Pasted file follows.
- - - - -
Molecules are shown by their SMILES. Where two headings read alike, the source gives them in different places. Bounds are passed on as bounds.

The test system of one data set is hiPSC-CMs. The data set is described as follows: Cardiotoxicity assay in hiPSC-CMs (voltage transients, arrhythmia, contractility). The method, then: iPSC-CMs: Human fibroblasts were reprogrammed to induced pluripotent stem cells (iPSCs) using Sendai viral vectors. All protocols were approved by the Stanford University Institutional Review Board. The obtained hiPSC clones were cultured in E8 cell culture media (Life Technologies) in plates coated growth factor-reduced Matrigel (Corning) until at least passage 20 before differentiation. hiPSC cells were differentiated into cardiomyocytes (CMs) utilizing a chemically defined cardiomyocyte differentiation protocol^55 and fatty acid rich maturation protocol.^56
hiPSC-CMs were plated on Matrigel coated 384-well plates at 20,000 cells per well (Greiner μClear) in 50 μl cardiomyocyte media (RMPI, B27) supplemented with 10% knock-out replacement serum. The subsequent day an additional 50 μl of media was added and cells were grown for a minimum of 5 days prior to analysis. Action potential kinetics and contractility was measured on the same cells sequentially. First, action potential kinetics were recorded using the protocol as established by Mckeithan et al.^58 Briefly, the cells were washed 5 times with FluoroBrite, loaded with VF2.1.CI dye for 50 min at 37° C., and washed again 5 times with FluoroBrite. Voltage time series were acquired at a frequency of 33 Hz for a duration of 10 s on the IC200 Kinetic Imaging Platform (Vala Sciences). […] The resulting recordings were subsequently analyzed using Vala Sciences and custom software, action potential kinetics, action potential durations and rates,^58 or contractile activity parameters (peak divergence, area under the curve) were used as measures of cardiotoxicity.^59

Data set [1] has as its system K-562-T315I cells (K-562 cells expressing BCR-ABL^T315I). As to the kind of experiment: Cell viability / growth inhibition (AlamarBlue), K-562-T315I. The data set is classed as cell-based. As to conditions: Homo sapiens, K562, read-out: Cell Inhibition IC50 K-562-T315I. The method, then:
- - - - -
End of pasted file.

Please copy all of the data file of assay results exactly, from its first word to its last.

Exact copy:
Molecules are shown by their SMILES. Where two headings read alike, the source gives them in different places. Bounds are passed on as bounds.

The test system of one data set is hiPSC-CMs. The data set is described as follows: Cardiotoxicity assay in hiPSC-CMs (voltage transients, arrhythmia, contractility). The method, then: iPSC-CMs: Human fibroblasts were reprogrammed to induced pluripotent stem cells (iPSCs) using Sendai viral vectors. All protocols were approved by the Stanford University Institutional Review Board. The obtained hiPSC clones were cultured in E8 cell culture media (Life Technologies) in plates coated growth factor-reduced Matrigel (Corning) until at least passage 20 before differentiation. hiPSC cells were differentiated into cardiomyocytes (CMs) utilizing a chemically defined cardiomyocyte differentiation protocol^55 and fatty acid rich maturation protocol.^56
hiPSC-CMs were plated on Matrigel coated 384-well plates at 20,000 cells per well (Greiner μClear) in 50 μl cardiomyocyte media (RMPI, B27) supplemented with 10% knock-out replacement serum. The subsequent day an additional 50 μl of media was added and cells were grown for a minimum of 5 days prior to analysis. Action potential kinetics and contractility was measured on the same cells sequentially. First, action potential kinetics were recorded using the protocol as established by Mckeithan et al.^58 Briefly, the cells were washed 5 times with FluoroBrite, loaded with VF2.1.CI dye for 50 min at 37° C., and washed again 5 times with FluoroBrite. Voltage time series were acquired at a frequency of 33 Hz for a duration of 10 s on the IC200 Kinetic Imaging Platform (Vala Sciences). […] The resulting recordings were subsequently analyzed using Vala Sciences and custom software, action potential kinetics, action potential durations and rates,^58 or contractile activity parameters (peak divergence, area under the curve) were used as measures of cardiotoxicity.^59

Data set [1] has as its system K-562-T315I cells (K-562 cells expressing BCR-ABL^T315I). As to the kind of experiment: Cell viability / growth inhibition (AlamarBlue), K-562-T315I. The data set is classed as cell-based. As to conditions: Homo sapiens, K562, read-out: Cell Inhibition IC50 K-562-T315I. The method, then: